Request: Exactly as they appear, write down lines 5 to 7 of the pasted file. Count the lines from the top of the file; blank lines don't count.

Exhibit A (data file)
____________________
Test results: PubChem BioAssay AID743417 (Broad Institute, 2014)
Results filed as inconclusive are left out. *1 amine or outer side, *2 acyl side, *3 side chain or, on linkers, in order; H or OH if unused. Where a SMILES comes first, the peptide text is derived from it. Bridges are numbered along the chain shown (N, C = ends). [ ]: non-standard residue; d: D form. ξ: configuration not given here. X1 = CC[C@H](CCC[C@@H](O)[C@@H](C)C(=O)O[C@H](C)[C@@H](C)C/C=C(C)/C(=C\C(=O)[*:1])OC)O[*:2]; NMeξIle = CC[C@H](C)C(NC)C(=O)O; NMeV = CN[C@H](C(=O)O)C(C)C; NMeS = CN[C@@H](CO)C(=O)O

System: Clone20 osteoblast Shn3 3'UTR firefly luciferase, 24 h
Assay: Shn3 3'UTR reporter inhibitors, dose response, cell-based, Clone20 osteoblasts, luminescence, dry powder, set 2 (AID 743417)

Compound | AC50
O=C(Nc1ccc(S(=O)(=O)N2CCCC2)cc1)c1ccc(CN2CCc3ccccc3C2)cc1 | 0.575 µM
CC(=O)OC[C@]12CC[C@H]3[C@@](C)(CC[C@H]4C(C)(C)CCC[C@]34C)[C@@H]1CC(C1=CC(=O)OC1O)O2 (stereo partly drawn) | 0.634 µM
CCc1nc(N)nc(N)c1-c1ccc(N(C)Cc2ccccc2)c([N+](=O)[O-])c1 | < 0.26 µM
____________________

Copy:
Compound | AC50
O=C(Nc1ccc(S(=O)(=O)N2CCCC2)cc1)c1ccc(CN2CCc3ccccc3C2)cc1 | 0.575 µM
CC(=O)OC[C@]12CC[C@H]3[C@@](C)(CC[C@H]4C(C)(C)CCC[C@]34C)[C@@H]1CC(C1=CC(=O)OC1O)O2 (stereo partly drawn) | 0.634 µM